As leaders in philanthropy, we recognize the critical need to act with urgency to support our non-profit partners as well as the people and communities hit hardest by the impacts of COVID-19.

We invite our IPASA members to show their leadership commitment in the philanthropic sector in South Africa by joining us in making these commitments and collectively holding ourselves accountable to them.

These commitments are:

  • To ‘loosen or eliminate the restrictions on current grants so that grantees have maximum flexibility to respond to COVID-19 by allowing grantee partners receiving project support to convert the project grants to general support.
  • To provide additional general support funding currently to help grantees deal with operational issues arising from the crisis
  • To accelerate or change the payment schedules to assist grantees to access funds faster to deal with urgent issues arising from the crisis
  • To not hold grantees responsible and not withhold or claim back funds if conferences, events, and other project deliverables must be postponed or cancelled due to Covid19
  • To make new grants as unrestricted as possible, so non-profit partners have maximum flexibility to respond to this crisis.
  • To reduce expectations and deliverables of our non-profit partners, delaying grant deliverables, postponing reporting requirements, site visits, and other demands on their time during this challenging period.
  • To support new organisations and new projects that have been created and led by the communities most affected by the virus, that we may not fund currently.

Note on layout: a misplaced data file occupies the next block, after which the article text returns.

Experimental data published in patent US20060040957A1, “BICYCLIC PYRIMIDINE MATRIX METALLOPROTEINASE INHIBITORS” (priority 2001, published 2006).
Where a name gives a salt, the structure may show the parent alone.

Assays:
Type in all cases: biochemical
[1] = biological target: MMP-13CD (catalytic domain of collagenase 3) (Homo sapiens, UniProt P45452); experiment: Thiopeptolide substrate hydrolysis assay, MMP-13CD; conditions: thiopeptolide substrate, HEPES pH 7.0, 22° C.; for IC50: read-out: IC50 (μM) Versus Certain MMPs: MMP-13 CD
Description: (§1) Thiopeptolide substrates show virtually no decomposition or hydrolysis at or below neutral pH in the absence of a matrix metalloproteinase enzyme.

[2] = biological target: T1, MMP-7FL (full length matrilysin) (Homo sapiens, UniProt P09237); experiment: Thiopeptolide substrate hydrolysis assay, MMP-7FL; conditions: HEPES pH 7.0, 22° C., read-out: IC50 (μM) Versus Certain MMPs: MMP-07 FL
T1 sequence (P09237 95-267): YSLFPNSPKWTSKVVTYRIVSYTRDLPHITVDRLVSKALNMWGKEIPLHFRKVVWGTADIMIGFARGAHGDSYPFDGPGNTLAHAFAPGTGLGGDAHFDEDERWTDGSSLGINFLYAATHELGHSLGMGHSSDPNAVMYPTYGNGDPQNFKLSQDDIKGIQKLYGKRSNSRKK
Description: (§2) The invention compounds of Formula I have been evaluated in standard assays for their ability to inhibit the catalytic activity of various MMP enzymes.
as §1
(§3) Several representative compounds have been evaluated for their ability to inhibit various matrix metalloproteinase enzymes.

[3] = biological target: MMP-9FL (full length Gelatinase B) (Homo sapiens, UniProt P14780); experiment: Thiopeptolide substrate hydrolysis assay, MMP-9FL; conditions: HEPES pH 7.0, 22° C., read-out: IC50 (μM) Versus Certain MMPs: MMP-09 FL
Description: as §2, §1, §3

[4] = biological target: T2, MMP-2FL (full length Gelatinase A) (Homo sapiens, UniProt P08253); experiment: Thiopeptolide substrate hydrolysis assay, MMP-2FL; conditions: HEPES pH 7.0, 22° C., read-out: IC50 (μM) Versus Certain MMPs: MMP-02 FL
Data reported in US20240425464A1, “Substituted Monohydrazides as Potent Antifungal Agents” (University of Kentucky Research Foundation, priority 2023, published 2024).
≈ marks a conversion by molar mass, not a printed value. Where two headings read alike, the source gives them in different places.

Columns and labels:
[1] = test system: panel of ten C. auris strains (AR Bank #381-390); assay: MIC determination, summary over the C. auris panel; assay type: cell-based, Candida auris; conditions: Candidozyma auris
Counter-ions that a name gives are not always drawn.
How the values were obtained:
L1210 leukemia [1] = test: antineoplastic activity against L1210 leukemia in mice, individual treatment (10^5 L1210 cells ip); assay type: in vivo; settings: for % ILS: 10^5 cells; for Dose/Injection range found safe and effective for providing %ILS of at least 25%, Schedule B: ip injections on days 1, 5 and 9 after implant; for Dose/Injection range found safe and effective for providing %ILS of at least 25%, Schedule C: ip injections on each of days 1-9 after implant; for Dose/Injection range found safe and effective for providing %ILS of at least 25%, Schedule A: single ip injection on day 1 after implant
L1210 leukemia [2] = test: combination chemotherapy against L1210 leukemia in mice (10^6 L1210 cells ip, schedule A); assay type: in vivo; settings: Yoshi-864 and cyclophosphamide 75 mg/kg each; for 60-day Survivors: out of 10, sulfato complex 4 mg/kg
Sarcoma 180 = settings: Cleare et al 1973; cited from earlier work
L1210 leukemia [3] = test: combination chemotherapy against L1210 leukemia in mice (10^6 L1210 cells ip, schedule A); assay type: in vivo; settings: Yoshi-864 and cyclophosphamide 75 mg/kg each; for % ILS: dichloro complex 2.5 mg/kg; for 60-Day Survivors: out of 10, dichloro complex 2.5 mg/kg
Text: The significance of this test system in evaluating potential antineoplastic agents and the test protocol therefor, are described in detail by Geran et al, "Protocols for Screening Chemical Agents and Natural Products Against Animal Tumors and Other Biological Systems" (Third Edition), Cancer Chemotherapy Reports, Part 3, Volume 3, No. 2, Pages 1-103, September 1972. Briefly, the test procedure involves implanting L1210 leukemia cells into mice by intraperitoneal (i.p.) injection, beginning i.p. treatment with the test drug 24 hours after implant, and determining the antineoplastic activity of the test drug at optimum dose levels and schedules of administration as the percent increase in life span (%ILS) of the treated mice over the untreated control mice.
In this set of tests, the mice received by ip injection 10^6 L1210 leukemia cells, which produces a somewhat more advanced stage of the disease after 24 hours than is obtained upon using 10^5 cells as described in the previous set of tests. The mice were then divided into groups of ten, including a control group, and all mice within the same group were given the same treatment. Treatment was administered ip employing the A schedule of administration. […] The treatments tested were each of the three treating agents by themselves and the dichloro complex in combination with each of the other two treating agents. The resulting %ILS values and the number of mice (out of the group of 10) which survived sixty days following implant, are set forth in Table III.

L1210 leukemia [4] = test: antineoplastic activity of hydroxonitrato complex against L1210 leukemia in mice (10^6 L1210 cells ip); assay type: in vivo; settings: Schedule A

• To contribute to community-based emergency response funds and other efforts to address the health and economic impact on those most affected by this pandemic.
  • To communicate proactively and regularly about our decision-making and response to provide helpful information while not asking more of grantee partners.
  • To commit to listening to our partners and especially to those communities least heard, lifting their voices and experiences to inform public discourse and our own decision-making so we can act on their feedback.
  • Support, as appropriate, grantee partners advocating for important public policy changes to fight the pandemic and help the populations who will be hardest hit by the coronavirus emergency.  Together with our grantees, we can use our platforms to advocate for these kinds of policies.
  • Learn from these emergency practices and share what they teach us about effective partnership and philanthropic support, so we may consider adjusting our practices more fundamentally in the future, in more stable times, based on all we learn.









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